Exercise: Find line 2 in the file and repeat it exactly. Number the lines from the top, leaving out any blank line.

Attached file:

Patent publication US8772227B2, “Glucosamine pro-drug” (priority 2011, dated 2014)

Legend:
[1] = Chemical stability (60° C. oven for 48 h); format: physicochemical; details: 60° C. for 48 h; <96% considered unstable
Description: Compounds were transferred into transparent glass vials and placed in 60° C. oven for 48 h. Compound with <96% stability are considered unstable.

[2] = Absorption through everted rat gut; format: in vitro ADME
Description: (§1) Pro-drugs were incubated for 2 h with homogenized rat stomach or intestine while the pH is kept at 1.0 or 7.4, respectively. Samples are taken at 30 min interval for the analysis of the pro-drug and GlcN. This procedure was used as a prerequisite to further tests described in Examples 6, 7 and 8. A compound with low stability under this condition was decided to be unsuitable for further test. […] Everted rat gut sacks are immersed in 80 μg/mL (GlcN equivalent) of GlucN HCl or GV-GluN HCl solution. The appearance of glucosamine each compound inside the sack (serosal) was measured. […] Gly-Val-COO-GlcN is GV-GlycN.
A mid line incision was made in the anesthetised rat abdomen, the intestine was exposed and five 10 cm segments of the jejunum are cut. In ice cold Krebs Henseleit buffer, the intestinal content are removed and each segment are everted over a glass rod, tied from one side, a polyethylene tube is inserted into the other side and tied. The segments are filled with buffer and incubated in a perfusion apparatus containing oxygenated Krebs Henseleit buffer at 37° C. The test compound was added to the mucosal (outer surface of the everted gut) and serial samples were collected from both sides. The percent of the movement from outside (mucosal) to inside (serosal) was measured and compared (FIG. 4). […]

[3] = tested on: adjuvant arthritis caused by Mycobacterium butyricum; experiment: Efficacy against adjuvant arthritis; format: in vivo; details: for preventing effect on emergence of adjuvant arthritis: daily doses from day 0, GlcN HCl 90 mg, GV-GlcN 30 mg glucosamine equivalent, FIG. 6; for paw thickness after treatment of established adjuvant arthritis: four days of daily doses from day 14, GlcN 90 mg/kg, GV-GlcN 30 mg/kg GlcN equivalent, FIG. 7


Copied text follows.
Legend: